The salary structure for members of council approved last year will continue through this term.
Back in September of 2017, members of council essentially voted themselves a raise to account for the federal government removing an exemption that rendered one-third of their salary tax-free.
The exemption will be eliminated as of next year and will result in members of council paying their “fair share” of taxes, according to a background report prepared Treasurer Laura Barta that was included on the agenda for Monday’s (Dec. 10) meeting of the finance committee.
The tax exemption was designed to cover the expenses incurred by members of council.
“Members of council are required to attend meetings, attend local events within the township, sit on local boards, and deal with constituent issues. Many issues are dealt with from their home as office space and administration staff assistance is currently limited. The cost of travel within the township, telephone service, cellular phones service, internet connections, computer equipment, stationary, and other required supplies has always been the responsibility of the individual council member. In the past, it was assumed that the one-third tax-free exemption was designed to cover these costs and council members were not required to track their costs or otherwise justify that the exemption was reasonable,” the background report reads.
“With the elimination of the one-third tax-free exemption, members of council will be required to track actual expenses related to the performance of their public duties. This will include a log of all mileage within the township travelled on Township-related business as well as a detailed accounting of all expenses including the purchase of computer equipment and other required services. This extra tracking is the same as that required of all employees who claim employment-related expenses. Proof of expenditures is required before a nontaxable reimbursement can be made or before income tax deductions can be taken for employment related expenses.”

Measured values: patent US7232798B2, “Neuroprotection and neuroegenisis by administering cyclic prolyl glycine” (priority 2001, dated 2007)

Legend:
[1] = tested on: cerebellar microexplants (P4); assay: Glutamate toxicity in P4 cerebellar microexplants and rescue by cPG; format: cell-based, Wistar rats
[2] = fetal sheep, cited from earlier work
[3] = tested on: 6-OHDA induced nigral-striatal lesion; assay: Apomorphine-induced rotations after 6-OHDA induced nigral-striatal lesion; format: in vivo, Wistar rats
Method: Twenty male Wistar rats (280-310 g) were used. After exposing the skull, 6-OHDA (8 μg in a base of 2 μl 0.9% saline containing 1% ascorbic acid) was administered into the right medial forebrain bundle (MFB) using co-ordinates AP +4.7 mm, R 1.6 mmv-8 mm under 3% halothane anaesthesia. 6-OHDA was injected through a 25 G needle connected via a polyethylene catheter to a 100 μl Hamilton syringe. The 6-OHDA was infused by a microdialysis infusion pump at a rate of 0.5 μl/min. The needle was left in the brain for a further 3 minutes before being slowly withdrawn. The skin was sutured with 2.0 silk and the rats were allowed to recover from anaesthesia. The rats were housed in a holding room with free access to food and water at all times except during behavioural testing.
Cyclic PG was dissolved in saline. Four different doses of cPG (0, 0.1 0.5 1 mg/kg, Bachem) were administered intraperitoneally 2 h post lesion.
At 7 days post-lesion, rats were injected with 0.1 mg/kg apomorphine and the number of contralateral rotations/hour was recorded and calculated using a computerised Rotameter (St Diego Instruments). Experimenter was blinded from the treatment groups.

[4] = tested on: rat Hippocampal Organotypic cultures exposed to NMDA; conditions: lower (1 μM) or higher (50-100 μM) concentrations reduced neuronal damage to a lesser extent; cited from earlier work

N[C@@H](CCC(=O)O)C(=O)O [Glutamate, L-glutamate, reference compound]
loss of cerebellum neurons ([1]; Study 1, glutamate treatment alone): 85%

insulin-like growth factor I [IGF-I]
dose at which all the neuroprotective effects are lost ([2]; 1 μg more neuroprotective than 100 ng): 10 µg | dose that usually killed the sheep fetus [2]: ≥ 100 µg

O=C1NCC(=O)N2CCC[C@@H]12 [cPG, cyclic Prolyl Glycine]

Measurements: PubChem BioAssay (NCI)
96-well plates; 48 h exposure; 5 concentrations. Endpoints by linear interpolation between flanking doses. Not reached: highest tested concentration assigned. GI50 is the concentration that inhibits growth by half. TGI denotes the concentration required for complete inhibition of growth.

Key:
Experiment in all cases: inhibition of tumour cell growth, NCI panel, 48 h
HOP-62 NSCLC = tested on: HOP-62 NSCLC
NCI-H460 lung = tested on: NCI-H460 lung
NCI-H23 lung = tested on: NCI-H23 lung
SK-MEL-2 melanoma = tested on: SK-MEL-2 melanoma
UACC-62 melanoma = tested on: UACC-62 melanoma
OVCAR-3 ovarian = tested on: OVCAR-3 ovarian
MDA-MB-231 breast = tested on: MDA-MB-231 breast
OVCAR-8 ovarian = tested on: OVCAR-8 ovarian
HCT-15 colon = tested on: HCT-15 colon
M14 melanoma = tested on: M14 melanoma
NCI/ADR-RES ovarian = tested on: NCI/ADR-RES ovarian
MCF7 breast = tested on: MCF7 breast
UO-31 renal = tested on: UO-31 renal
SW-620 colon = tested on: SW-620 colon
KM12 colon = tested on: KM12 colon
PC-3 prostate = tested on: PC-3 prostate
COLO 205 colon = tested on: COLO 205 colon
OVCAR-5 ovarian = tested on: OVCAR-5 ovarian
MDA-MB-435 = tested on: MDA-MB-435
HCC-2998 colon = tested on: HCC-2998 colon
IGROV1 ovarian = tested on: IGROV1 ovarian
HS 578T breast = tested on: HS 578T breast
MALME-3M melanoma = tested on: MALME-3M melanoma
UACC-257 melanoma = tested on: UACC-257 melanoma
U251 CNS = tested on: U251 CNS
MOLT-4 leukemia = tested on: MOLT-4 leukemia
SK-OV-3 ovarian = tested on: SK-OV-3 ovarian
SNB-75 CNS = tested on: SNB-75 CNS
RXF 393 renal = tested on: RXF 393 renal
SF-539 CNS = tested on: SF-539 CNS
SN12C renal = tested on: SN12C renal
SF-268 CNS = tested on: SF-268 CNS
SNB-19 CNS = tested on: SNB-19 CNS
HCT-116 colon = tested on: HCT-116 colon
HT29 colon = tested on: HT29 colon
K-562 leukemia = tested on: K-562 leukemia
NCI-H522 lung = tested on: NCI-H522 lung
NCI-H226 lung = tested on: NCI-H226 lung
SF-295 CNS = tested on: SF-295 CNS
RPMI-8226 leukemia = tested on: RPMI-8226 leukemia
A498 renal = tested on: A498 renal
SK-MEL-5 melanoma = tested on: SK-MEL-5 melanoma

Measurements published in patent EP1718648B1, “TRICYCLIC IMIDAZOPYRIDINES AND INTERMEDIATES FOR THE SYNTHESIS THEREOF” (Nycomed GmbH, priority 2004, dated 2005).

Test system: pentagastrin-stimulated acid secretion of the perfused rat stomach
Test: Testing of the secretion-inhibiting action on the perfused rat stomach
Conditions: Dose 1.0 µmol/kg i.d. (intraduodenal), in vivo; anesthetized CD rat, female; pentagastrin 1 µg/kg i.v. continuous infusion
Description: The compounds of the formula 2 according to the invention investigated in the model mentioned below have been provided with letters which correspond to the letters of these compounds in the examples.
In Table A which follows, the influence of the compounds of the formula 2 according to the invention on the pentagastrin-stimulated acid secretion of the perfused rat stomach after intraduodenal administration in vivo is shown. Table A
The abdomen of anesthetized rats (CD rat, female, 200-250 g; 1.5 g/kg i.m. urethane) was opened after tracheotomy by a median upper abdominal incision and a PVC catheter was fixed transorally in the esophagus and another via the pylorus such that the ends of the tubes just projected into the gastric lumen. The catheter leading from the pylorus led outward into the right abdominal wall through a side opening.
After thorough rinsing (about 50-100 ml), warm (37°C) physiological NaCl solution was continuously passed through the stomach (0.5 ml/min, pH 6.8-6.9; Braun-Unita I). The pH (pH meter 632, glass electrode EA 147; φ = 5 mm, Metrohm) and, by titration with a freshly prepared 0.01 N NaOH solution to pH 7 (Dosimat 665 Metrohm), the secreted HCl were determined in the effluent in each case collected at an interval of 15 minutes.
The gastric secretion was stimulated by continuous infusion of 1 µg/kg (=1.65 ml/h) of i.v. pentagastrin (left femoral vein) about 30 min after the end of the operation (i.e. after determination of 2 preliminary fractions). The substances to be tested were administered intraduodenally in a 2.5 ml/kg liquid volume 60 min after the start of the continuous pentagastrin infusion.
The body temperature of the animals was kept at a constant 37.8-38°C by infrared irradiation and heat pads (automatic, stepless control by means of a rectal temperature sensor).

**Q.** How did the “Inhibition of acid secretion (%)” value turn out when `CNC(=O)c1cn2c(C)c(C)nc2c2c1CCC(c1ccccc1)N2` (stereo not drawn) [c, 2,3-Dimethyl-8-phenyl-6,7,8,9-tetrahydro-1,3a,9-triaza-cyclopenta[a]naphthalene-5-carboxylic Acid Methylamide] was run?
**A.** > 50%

Three potential options were presented, each with varying levels of estimated cost to the Township (see below). Members of council chose to increase the salary for each position effective this month while leaving expense allowances intact, which will have an impact of almost $37,000.
“The take-home salary for each member of council stayed the same,” CAO/Clerk Thom Gettinby told the current crop of local politicians at Monday’s meeting.
As chair of the finance committee, Ward 3 Councillor Walter Schummer unsuccessfully tried to spark a debate on the issue.
“I’m not in favour of the decision that was made,” he said, noting that he feels that Option 2 was the “fairest” for members of council and local taxpayers.
Despite those objections, the report – which noted that the increase would remain in effect for the balance of the term – was received for information.
In a social media post, Coun. Schummer noted that he was “disappointed” that his colleagues didn’t speak to the issue.